Alex Janvier by Greg Hill, Lee-Ann Martin and Chris Dueker

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Alex Janvier by Greg Hill, Lee-Ann Martin and Chris Dueker

4to. pp. 202. profusely illustrated. wrs. Ottawa: The National Gallery of Ottawa, 2016.

New in publisher's shrink wrap.

ISBN-10: 0888849427 / ISBN-13: 9780888849427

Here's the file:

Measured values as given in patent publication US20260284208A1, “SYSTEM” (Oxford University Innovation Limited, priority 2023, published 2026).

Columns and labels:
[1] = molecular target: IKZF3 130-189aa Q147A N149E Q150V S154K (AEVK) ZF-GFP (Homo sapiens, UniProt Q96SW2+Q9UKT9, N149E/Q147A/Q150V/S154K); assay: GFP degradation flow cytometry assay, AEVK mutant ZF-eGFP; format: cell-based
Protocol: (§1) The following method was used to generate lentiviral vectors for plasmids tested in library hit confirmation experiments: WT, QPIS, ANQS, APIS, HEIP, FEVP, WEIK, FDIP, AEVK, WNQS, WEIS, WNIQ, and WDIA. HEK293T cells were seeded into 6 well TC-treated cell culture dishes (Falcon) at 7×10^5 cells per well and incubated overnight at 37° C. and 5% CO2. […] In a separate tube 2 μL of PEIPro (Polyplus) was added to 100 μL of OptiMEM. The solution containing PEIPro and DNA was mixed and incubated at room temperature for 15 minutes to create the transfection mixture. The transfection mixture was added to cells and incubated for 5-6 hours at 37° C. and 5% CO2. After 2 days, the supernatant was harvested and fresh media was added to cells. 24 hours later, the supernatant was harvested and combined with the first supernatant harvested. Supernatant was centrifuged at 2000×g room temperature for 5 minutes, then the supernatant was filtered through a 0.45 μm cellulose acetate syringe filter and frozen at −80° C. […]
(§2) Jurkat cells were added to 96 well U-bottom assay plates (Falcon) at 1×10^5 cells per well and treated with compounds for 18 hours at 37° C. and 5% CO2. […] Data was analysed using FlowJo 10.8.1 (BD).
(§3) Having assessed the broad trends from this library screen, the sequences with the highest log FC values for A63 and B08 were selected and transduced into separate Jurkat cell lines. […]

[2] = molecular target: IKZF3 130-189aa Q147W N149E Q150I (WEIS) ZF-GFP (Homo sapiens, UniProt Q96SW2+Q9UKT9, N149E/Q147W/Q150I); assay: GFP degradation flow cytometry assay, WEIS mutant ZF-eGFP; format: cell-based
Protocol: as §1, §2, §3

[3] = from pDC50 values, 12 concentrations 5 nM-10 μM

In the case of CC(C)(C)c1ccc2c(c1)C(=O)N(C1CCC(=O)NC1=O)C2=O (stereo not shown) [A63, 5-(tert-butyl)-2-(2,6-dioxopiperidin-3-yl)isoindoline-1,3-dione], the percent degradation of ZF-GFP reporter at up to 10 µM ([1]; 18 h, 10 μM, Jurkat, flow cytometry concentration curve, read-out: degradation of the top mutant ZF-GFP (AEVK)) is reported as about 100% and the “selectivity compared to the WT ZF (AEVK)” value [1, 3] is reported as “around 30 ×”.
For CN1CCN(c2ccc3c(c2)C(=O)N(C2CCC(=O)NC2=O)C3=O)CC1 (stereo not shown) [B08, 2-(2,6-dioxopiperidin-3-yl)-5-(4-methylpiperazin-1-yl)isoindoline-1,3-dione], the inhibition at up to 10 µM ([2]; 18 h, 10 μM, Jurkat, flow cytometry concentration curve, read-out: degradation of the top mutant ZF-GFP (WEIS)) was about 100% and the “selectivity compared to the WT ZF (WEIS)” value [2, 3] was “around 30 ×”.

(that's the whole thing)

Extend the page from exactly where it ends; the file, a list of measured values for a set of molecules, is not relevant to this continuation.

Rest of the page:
A canonical figure in Native American art history, Alex Janvier has maintained a 50-year artistic practice that fuses aboriginal traditions with modernist abstraction. Influenced by Kandinsky and Klee, his murals and works on paper, canvas and linen explore the Dene geo-cultural landscape of his northern Alberta home with a combination of Indigenous iconography and contemporary realities within a personal aesthetic that is universal in reach: his works reference an ancient past, recent Indigenous history, and his own experience of colonization. Janvier’s synthesis of pictorialism and abstraction embodies a conceptual and formal aesthetic that has not been widely recognized in the work of first generation Native modernists. His original style, his influence on generations of artists, and his role in shifting the perception of Native art from a craft to fine arts status have made Alex Janvier one of the country’s most important artists working today. This major retrospective monograph celebrates a lifetime of creativity and knowledge gained through the artist’s love of the land, art and aboriginal culture. Essays by scholars and admirers offer original research and personal insight into Janvier’s imposing artistic and social stature. Alex Janvier was born in 1935 at Cold Lake First Nations, Alberta, and is of Dene Suline and Saulteaux descent. At the age of eight he was taken from his family and sent to Indian Residential School. Unlike most aboriginal artists of his time, he received formal art training and in 1960 graduated with honours from the Southern Alberta Institute of Technology and Art (now the Alberta College of Art and Design). He was then hired as a cultural adviser to the Department of Indian and Northern Affairs where, in 1965, he helped establish policy for the Cultural Affairs Program. He was subsequently appointed to the Aboriginal Advisory Committee for the Indians of Canada pavilion at Expo 67, to which he contributed several murals. In the early 1970s, along with Daphne Odjig and Norval Morrisseau, he helped form the Professional Native Indian Artists Incorporation, more commonly referred to as The Indian Group of Seven, one of the country’s first Aboriginal artists’ collectives and cultural advocacy groups. Alex Janvier has received numerous honours, including two Lifetime Achievement awards, from the Tribal Chiefs Institute, Cold Lake First Nations (2001) and the National Aboriginal Achievement Foundation (2002), the Order of Canada (2007), and the Governor General’s Award in Visual and Media Arts (2008). Janvier’s work has been exhibited across the country at the Art Gallery of Alberta, Glenbow Museum, MacKenzie Art Gallery, Winnipeg Art Gallery, Canadian Museum of Civilization, Royal Ontario Museum, Montreal Museum of Fine Arts, and were featured in The National Gallery of Canada’s seminal 1992 exhibition Land Spirit Power. Alex Janvier lives and works in Cold Lake, Alberta